The game's primary mode is Journey. However, maybe thankfully, Don't Stop Believing has nothing to do with it. As soon as the game loads you're taken to your current Journey position instead of the main menu. Here, you gain EXP (Or as it's known in-game RSP) to progress and unlock venues to perform in. To gain RSP points, you have to play live shows, and the game will present you with the songs you'll be playing in your set. You have to practice and actually qualify for each song in the set before you can perform and only then can you progress to the next venue. New techniques you encounter as you progress in this way will also be selectable to practice as well as the songs themselves. This gives you a nice sense of progression. You can access the actual main menu at any point by pressing start, and here you'll have access to all the songs, techniques and game features that you have unlocked in Journey.

Touching on live performances... This is one of my favourite aspects. Although slightly... squarish, the crowds are very realistic. Play like rubbish and they'll stand there staring at you. It can be quite daunting. Play well however and they'll all be jumping around, smiling and even filming you on their mobile phones. The beauty is these crowds can be quiet hard to win over. I remember playing my third live gig, the songs difficulty had started to scale up quiet a bit and I was struggling with Nivana's In Bloom. While some people in the digital crowd were starting to stir, a few wasn't and looked pretty unhappy. I noticed one person in particular who didn't even flinch during the set. I was determined to win this one girl over, however my playing didn't improve and she never did crack a smile...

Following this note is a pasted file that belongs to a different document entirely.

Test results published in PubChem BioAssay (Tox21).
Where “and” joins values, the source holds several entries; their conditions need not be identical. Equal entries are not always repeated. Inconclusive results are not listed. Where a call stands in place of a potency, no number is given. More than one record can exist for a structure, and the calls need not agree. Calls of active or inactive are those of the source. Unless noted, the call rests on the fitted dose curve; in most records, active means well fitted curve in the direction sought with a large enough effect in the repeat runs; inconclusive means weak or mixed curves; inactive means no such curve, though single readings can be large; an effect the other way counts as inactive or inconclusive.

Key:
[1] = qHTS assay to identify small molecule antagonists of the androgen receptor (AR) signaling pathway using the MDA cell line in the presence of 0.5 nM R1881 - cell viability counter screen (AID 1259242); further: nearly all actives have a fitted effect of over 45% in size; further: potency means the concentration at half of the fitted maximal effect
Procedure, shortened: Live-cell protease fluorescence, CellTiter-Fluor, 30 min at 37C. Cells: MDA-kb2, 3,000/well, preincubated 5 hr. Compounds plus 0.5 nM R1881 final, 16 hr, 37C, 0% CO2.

Finally, once all other game modes have been exhausted you can jump into the amp mode. This is a freestyle mode where you can customise your sound through amps and just play the songs you've learnt. By the time you get here, you've gained a real sense of accomplishment. OK, so the only song I can play off by heart completely so far is Queen of the Stone Age's Go With The Flow... but it's a start. And that's really the whole point of Rocksmith.

This isn't simply a carbon copy of Rock Band with a real instrument. It is, by it's own merit, and engaging and fun way to learn the guitar. Don't take it as a party game, but instead put it on, plug in the guitar and give it time. You'll soon be playing some great songs.

My only hope is that Ubisoft embrace the DLC side as Hamonix do. This is the kind of game DLC was made for. Increasingly challenging songs will make sure this is a game you'll be playing for a few years yet, and give intermediates to pro's a reason to plug in and play.
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Showing 1-1 of 1 posts in this discussion
Initial post: 10 Oct 2012 11:26:49 BDT
J. Watson says:
Hi, good review.

I was just wondering whether you were a total newbie to the guitar? I am keen to get this as I have an electric guitar in my garage but if truth be told, I've had it 10 years, always meant to get round to playing it but never actually got there. I literally don't know any chords, well... maybe 1, but I couldn't tell you if it was C, D or A.

Few reviews have said whether or not they are a total novice to the actual guitar, and really that is what I need to know if I'm going to go and spend £50 on it.